Does originality exist anymore? Can anyone truly create something entirely new? Or has it always originated from somewhere, or someone. The act of plagiarism is rife in the fashion industry, as global brands rip off indie artists, or as social media icons pass off another individuals image or work to play a part in their own brand. There is a fine line between taking inspiration which will then inform something new and stealing the idea entirely.
Take powerhouse brand Zara for example, they were under attack recently for appropriating the work of artist Tuesday Bassen, using extremely similar copies of her motifs as embroidery on their garments. Bassen took to Twitter and Instagram to publicise her outrage. Luckily her followers agreed, leading to many consumers and artists denouncing the brand, angry that such a huge company would take advantage of a small artist.
As you can see from the image posted above, it can’t be denied that the designs are very similar, with only slight changes. The Guardian reported:
‘The artist contacted Zara with a lawyer about the supposed copies. According to Bassen’s posts, she was told that her designs were not distinctive enough to be associated with her and that notifications about the copies amounted to a “handful of complaints” in comparison with the monthly traffic on Zara and Bershka, a store owned by the same parent company.’
Another example of plagiarism in the fashion industry is the use of images of Notorious Big and Tupac Shakur on ‘Vintage’ t-shirts sold in Kendall and Kylie’s fashion line. The t-shirts featured images of the late rappers with images of Kendall or Kylie superimposed on top of them. This caused the Jenner sisters to be threatened with legal action by Voletta Wallace, Notorious Big’s mother, for using his image for their own profit without permission.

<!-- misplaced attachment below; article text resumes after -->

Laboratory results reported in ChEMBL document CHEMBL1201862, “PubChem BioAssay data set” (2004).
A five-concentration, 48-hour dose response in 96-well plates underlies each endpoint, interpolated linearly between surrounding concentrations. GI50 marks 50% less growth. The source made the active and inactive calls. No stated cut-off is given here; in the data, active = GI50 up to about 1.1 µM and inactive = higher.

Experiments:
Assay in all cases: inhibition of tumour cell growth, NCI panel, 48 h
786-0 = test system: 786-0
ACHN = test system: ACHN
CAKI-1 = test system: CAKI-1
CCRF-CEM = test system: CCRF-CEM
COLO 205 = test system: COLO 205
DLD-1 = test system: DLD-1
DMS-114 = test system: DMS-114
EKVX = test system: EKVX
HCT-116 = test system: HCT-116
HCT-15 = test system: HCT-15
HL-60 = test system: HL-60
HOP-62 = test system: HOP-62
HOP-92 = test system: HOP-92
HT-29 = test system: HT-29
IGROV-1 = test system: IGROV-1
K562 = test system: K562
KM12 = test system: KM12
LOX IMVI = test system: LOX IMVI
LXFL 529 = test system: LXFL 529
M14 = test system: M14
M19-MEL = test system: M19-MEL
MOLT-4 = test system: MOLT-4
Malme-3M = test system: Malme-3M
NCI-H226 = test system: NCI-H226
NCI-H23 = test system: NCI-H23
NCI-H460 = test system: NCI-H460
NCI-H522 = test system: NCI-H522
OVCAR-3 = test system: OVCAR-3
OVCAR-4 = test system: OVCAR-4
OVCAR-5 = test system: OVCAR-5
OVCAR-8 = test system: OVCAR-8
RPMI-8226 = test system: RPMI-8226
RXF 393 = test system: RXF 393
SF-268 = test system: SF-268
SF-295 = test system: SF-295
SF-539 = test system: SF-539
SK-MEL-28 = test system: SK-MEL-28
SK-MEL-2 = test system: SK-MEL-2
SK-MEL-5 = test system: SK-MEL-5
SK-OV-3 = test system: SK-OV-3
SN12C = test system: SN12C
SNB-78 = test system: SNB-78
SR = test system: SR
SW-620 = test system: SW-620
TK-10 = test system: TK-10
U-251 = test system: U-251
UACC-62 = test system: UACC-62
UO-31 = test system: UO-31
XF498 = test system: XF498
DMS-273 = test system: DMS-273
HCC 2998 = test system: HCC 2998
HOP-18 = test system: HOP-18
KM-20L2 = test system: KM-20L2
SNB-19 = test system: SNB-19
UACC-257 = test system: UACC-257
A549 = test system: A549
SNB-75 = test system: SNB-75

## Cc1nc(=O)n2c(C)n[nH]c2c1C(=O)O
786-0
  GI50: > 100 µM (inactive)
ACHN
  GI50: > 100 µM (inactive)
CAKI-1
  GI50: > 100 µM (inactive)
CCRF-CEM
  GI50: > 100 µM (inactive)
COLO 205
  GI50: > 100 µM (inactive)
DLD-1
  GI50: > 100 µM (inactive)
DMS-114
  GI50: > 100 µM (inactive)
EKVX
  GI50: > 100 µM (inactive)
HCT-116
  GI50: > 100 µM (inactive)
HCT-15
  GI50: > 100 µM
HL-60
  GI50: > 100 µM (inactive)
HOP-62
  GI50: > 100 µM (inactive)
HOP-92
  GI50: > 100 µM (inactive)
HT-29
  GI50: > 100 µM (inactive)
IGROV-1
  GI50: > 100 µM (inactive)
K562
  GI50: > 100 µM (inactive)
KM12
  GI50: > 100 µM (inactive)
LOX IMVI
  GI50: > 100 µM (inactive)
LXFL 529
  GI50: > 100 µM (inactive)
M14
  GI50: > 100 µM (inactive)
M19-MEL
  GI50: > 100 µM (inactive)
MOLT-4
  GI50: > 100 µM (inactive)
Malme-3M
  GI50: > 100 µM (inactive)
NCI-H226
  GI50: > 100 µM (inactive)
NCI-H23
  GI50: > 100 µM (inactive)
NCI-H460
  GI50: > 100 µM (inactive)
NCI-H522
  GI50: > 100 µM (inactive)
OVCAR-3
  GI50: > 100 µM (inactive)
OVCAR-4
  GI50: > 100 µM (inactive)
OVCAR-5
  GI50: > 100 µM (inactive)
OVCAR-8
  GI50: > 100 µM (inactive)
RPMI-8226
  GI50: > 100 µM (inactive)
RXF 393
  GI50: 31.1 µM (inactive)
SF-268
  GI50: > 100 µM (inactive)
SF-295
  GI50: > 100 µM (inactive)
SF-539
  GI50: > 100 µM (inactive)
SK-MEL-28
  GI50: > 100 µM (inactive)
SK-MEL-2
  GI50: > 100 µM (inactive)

“The disrespect of these girls to not even reach out to me or anyone connected to the estate baffles me. I have no idea why they feel they can exploit the deaths of 2pac and my son Christopher to sell a T-shirt. This is disrespectful, disgusting, and exploitation at its worst!!!”
In other news, Central St Martins student Pierre-Louis Auvray, recently claimed that high fashion brand Gucci had ripped off his ‘alien’ prosthetic concept which he had frequently featured on his Instagram, in the form of digital fashion illustrations. The creative director of the designer brand, Alessandro Michele denied that any inspiration had been taken from the young creative, saying to Business of Fashion:
“It’s not true (…) It’s something that makes me feel really sad. People build a story around nothing.”
It can’t be denied that this topic is such a grey area within the fashion industry. Where is the line which differentiates taking inspiration and stealing an idea? I admittedly take many ideas from various artists, people and places to use within my own work. Am I contributing to the exploitation of other creatives work? On that note, I’ll leave you with a quote by the infamous Pablo Picasso; “Good artists copy, great artists steal.”
What do you think about the plagiarism that takes place in the fashion industry? Are individuals being too sensitive or are they right to demand recognition for the stealing of their work? Let me know in the comments below!